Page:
Meanwhile, Kurtz is busy full-time pursuing an artistic career in chainsaw wood sculptures. He has a growing business in Albany and Minnesota generally, and sells his works in 15 to 20 other states. He is a familiar figure at work on a moving flat bed in St. Joseph’s annual July Fourth parade.
Kurtz said he works six hours a day, six days a week, wielding a 20-pound chainsaw to make customized sculptures. He said he does not mass produce any of his creations.
“When you come to me, I design the work to you,” he said. “I guarantee the finest 100 percent chainsaw wood carving, and I tell the customer if he doesn’t like it I’ll make him another one.”
Few people need to test that promise, since Kurtz’s art is immediately appealing and his sales are continuously increasing. He says he offers a unique product that few other people can duplicate.
“I stick with a chainsaw because it pushes my ability to be better, and my work is valued as chainsaw art,” he said. “When people buy something from me they can look back in the future and tell friends this was done by just a chainsaw.”
Kurtz’s work is indeed impressive for both its size and fine detail, and he says it will last a lifetime if well cared for. He says he can do anything a customer orders, including flowers, totem poles, owls, eagles, bears, turkeys, pelicans, sea gulls, Indians, pioneers, Vikings, lumberjacks, sailors, shepherds and nuns.
He did a 23-foot bear that stands by his Albany shop off I-94 and a 16-foot customized sculpture of a lumberjack with his axe in a nearby stump for a lumber yard in Chokio, Minn. He has carved small animals with expressive eyes and fluttering feathers, and human beings with symbolic expressions and wind-blown clothes.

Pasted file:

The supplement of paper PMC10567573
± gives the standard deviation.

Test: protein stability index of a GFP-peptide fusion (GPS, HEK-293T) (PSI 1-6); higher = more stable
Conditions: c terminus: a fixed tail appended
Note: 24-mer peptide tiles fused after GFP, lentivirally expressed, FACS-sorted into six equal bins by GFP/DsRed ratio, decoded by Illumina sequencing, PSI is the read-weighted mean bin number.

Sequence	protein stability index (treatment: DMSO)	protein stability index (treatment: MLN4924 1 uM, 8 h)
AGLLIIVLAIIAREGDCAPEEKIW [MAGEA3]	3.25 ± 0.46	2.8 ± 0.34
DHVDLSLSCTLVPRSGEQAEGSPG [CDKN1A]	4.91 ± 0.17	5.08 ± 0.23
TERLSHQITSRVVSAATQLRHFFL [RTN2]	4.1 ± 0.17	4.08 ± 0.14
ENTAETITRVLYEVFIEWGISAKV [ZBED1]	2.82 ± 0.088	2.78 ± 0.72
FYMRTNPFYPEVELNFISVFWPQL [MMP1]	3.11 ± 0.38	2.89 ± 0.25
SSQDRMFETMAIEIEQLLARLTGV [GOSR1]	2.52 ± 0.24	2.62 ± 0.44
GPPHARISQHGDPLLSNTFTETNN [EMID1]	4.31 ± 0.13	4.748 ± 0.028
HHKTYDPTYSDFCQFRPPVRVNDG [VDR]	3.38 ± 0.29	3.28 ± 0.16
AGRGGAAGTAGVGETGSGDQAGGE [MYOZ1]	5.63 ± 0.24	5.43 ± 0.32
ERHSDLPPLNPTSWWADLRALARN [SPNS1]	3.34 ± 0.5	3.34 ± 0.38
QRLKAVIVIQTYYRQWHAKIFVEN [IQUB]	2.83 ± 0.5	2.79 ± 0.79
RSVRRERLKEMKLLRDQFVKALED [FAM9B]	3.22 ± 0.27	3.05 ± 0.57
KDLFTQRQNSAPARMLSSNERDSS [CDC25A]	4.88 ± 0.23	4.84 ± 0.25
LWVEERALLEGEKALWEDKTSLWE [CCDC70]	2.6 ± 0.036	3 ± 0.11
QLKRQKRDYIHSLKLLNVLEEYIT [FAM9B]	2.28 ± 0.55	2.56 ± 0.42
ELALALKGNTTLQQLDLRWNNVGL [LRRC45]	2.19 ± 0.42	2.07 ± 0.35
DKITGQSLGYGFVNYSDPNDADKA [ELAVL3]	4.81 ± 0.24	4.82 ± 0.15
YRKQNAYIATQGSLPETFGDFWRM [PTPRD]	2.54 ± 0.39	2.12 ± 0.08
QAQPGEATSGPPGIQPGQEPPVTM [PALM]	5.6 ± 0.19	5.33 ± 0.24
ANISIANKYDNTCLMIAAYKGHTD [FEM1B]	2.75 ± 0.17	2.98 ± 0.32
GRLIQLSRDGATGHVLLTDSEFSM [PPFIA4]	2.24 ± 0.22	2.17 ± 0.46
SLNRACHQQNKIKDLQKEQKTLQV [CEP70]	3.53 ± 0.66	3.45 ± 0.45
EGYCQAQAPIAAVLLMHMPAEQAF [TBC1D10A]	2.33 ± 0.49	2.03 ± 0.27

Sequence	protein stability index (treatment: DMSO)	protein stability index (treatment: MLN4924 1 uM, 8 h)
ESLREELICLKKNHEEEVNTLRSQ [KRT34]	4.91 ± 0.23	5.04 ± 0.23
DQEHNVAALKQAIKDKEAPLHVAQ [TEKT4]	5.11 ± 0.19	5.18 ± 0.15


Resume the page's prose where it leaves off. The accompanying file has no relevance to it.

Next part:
He says he does between 200 and 300 works a year, carefully studying each subject to capture its essence. He charges between $50-$2,000 for each one.
Kurtz began his chainsaw career four years ago after discovering his talent in a high school wood shop class. He said he taught himself what he needed to know and developed his skill and artistic sense through confidence, patience, motivation and lots of hard work.
“I tried it and the stuff turned out,” Kurtz said. “Everyone was recognizing my work. Now I’ve hit a medium and I think I’m a very OK artist.”
Success, however, has been costly, and Kurtz bears the scars of his dangerous profession. He almost lost his life two years ago when a chainsaw he was using kicked back from a block of wood, knocked off his protective helmet and cut him severely across the face.
A plastic surgeon took four hours and 250 fine stitches to put his face back together, but the long scars that remained cut short a modeling career he was preparing for at the time.
Kurtz was not discouraged, however, and he bounced back quickly with the energy and confidence of a dedicated professional.
“I said to myself I’m not going to let it get me down,” he said. “I’m going to become that model, but in my own way, And I’m doing it right now with a chainsaw.”
He has taken some additional precautions, however, and has not been injured since that accident. He has brazed a quarter-inch of steel bar across the front of his hockey helmet that sticks out four inches on either side, and he has ordered a special vest made of bulletproof kevlar fibers. He continues to wear large gloves, ear muffs, safety chaps and steel-tipped boots.
Kurtz admits it would be safer to carve with traditional hand tools. But then it wouldn’t be chainsaw art, and the “natural high” he now gets from his work would no longer exist.
And who, then, would go out of the way to buy a sculpture from the Hammer and Chisel Man?